by Ben Pfaff

Open vSwitch (“OVS”) is a virtual switch that is commonly used with Linux-based hypervisors such as KVM and Xen, although it supports other environments too such as FreeBSD and Hyper-V.  Surveys have reported that OVS is the most popular networking plugin for the widely adopted OpenStack cloud management system.  OVS is also popular in research: Google Scholar reports about 1,600 scholarly works that mention it.

Most releases of Open vSwitch add support for new network protocols or for fields within a given network protocol.  Until now, every new field or protocol change has required changes across multiple locations in the OVS source tree.  In turn, every change to the OVS source requires the overhead of building, distributing, and installing a new version of OVS on each system that uses it.  In a cloud environment this usually means that every hypervisor needs a significant software update to support newly defined packet fields, protocol changes, or other data plane changes.  Many of these changes also require building a new Linux kernel module for each type of target system.  That’s a painful requirement and puts onerous workloads on system adminstrators, and ultimately makes it much more difficult for controller authors to take advantage of new protocols.

It would be great to avoid all of these problems.  In my opinion, software-defined networking isn’t really complete until the various network protocols, and not just the handling of network packets, can be defined by flexible and reconfigurable software.  Years ago I tried sketching out a couple of possible approaches, but each approach I came up with either seemed too inflexible to work with real network protocols or so general that it simply became another embedded programming language.  That’s why I was so pleased when I first read a pre-release draft of the P4 specification.  From my point of view, it strikes the right balance along the spectrum from fixed support for protocols to a general-purpose programming language.

My vision for P4 in Open vSwitch is that it can be used to reconfigure the protocols and fields that OVS supports at runtime, without recompiling, reinstalling, or restarting OVS.  This is not an easy task: due to the need for backward compatibility we don’t think that users would accept a new version with compatibility regressions.  Of course, performance also matters here: of particular interest is the field extraction and header parsing code.  Our profiling work has shown this is often the critical path when determining overall OVS performance, so optimization work here can provide substantial benefits.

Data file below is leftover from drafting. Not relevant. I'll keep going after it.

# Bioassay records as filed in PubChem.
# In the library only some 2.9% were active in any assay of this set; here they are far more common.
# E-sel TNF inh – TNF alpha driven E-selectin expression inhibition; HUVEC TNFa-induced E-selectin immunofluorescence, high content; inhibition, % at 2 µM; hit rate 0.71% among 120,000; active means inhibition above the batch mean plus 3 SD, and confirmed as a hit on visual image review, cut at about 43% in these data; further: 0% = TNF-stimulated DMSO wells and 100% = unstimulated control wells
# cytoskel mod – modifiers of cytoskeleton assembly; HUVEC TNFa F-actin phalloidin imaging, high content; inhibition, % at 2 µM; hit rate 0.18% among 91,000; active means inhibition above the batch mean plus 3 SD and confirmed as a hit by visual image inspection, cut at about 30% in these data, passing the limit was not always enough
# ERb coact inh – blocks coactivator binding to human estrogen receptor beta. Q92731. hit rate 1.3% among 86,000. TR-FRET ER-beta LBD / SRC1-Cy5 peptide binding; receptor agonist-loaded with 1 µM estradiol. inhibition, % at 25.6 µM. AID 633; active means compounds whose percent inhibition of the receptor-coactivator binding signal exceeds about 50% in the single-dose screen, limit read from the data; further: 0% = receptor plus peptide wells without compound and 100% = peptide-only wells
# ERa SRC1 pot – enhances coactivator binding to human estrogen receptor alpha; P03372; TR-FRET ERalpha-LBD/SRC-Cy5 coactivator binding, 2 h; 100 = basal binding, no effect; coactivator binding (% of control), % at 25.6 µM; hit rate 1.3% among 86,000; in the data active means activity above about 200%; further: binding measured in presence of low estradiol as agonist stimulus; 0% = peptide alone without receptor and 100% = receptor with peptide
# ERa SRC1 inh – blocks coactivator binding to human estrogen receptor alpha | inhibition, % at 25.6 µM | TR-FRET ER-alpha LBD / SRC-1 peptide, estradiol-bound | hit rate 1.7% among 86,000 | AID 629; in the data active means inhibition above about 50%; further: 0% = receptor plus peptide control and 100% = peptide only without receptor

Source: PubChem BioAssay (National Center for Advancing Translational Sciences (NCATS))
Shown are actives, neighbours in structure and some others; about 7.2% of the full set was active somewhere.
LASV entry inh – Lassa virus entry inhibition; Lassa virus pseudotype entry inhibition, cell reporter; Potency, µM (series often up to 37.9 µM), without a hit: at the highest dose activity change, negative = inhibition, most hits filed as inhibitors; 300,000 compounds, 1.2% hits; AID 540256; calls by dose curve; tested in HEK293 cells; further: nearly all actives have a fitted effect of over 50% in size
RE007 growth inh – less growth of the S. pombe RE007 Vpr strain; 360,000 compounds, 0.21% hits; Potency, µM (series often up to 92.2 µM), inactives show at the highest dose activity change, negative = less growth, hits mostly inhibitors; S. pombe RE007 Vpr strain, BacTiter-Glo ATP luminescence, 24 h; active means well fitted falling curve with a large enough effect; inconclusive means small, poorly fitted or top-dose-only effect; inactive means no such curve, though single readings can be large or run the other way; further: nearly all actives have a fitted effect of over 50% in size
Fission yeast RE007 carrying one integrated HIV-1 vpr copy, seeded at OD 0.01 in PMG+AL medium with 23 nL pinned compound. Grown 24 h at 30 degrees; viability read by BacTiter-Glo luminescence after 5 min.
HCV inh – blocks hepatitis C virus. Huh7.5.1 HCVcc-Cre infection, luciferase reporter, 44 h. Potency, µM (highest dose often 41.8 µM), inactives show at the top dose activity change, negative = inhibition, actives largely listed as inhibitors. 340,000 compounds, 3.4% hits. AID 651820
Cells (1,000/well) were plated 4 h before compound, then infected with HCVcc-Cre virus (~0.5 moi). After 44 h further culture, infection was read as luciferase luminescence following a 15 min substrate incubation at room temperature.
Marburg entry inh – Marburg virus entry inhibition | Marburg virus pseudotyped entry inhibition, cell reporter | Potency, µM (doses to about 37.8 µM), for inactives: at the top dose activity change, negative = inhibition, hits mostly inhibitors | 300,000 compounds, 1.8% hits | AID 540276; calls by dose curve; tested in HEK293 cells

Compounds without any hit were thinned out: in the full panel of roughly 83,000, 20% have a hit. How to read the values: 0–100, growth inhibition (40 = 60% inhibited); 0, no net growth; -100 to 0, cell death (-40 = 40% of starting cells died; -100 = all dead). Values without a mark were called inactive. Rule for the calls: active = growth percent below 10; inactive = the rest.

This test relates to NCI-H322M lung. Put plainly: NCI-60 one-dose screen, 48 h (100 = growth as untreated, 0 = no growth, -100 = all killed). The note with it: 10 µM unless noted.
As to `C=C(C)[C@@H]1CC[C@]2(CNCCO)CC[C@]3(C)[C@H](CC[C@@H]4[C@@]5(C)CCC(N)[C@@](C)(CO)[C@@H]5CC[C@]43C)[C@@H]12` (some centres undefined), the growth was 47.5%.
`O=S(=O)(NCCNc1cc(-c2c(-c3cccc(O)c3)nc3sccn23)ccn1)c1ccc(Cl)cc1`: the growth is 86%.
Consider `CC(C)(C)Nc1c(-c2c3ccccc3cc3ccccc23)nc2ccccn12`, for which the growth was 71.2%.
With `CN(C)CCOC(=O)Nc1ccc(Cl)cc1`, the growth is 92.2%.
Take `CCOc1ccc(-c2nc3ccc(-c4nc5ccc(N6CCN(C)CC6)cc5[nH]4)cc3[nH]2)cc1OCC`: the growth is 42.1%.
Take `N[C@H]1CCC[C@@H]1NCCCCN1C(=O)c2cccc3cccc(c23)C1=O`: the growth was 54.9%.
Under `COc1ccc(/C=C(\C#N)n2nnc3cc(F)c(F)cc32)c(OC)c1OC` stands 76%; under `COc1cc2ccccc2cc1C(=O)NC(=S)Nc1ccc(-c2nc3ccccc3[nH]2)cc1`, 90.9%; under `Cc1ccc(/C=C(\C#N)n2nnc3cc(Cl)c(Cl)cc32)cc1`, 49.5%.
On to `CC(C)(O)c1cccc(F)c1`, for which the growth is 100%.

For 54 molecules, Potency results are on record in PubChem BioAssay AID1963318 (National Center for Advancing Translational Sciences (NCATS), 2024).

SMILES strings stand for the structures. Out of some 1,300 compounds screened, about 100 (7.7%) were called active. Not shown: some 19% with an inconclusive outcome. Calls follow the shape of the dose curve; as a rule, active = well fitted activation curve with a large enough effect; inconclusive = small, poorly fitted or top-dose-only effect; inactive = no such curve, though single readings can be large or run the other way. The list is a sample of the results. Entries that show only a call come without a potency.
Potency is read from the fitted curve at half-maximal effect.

To learn whether this vision is a realistic one, I spent about a week late this spring doing some experiments.  I wrote C code for a P4 syntax lexer and, using that, a parser for a P4 language subset that included the header_type, header, and parser elements of the language.  I also wrote a compiler that accepts the P4 parser’s output and emits code in a RISC-like bytecode, called “eBPF”.  eBPF is increasingly used in the Linux kernel to allow user programs to safely implement sophisticated features; the Linux kernel includes an eBPF bytecode verifier and a multi-architecture JIT engine that allows eBPF to achieve near-native performance.


Figure 1: Adding P4 capabilities into OvS



All of this was far from production quality, but it effectively modeled the means by which Open vSwitch could put a reconfigurable protocol engine into the Linux kernel.  That covered the Linux kernel module based “datapath” for the OVS software switch, which is currently the most popular datapath.  To increase my confidence by modeling support for the OVS’s increasingly popular DPDK-based userspace datapath, I also implemented an eBPF interpreter in OVS userspace.  (For production use this would be replaced by a userspace JIT engine or another way to generate native code.)

I went into my prototyping exercise with legitimate questions about the value of P4 in Open vSwitch.  After working through this, I’m now confident that protocol reconfigurability is practical and adds real value to the OVS tree.  Numerous questions remain about the relationship between P4, OpenFlow, and OVS — but I’m excited about the possibilities.  If we do it correctly OVS can become more useful, easier for developers to understand and maintain, and perhaps even faster.  I’m looking forward to building and helping others build in that new direction.


This blog is based on my talk at the June 4, 2015 P4 Workshop.  The slides for that talk are available at  The code for the prototype mentioned in this blog is available at and will be contributed to

About the author:  Ben Pfaff is a lead developer of the Open vSwitch project.  He was a co-creator of OpenFlow and led the development effort of the original OpenFlow reference implementation.   He was a founding employee at Nicira and is currently at VMware. He received his PhD from Stanford University in 2007. Ben has worked in free and open source software projects, including Debian and GNU, for over 20 years.

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